I want to live and work in Japan, to spend my life there, and to be happy. I say ‘live and work’ but what I really mean is live there, it’s just that ‘work’ in the traditional sense seems to be a necessary evil. I applied to teach English in Japan on the JET scheme because it seemed like the right thing to do, and the best work to do there to give me a good shot at living in Japan long term. Plus it’s whats always been on the tip of my tongue to do when I ‘bugger off to Japan’, which is short hand for do something meaningful with my life. The interview was demoralising to say the least, but I got onto the reserve list. That said, my confidence has been knocked and my nerves are shot — teaching and public speaking scare the bejeezus out of me despite how much I loved teaching creative writing and I’m not that confident about teaching EFL (which I’ve just realised is an anagram of Elf!) — and I spent the summer sulking 😛

Anyway, in short, I don’t know what to do. I’ve carried this around for too long. It all sounds so selfish so I let it go. I’ve never wanted anything more than this — to live in Japan, to make my home there, to live my life there. But — what do I know?! I’m willing to accept any role in Japan where I can do the most good — including as hit-man for the Yakuza. A little guidance and a nudge in the right direction would be more than appreciated.

I’m willing to accept the fact that I may never get there (lie: the very thought of this makes me want to kill myself) and / or that I may ‘not be good enough’ to teach English as a foreign language (meep!) / not cut out for it / not meant to be there, though it breaks my heart to do so. I cried when I left Japan, like you’d cry at the loss of a loved one, and felt homesick for there more than anywhere else. If Japan is where I’m supposed to be, then that is where I want to be. I hand it over to you. And actually, you know what — the other stuff can wait. I’ll be sure to send you another instalment but lets not get ahead of ourselves. Even this sounds so small when you set it down on paper, but it’s my rock and heavy to me, and I hereby put it down. Over to you.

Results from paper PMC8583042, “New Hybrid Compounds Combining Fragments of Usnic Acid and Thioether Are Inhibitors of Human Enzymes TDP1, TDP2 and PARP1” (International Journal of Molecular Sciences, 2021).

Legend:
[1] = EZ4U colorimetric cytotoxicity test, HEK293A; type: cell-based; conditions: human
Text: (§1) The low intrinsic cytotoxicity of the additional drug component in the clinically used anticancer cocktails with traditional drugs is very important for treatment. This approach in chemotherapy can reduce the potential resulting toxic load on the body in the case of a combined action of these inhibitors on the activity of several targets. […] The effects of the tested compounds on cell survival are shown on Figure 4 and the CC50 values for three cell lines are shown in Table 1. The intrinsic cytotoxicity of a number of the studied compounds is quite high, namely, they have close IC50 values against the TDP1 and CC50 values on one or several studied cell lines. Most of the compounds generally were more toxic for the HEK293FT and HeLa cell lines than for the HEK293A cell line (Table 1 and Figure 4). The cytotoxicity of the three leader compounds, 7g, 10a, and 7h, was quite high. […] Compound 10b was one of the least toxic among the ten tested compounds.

Much love and gratitude, and thanks for listening to a benighted heathen,

James x

I found the original hand-written letter among all my notes. What was really funny about reading it was that it all sounded so small, and simple, and in motion, but it really has been the rock I’ve found hardest to shift. There were other rocks too, to do with health and happiness and love of course, but this rock first and foremost, and also my writing. Re-reading it as I typed it up made me want to write more letters, and to be bold and brave and ‘post’ this one here. It also occurred to me that I could do voluntary or charity work in Japan, or fundraising, both as summer work travel opportunity and as some kind of adjunct to teaching and mentoring; so who knows, perhaps I got the nudge in the right direction that I’d asked for.

What rocks do you have in your life that you’re having trouble with? What letter would you write? Feel free to ‘post’ it in the comments section here, or just drop me a line to tell me that you wrote one.

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NCTJ-qualified British independent journalist, author, and travel writer.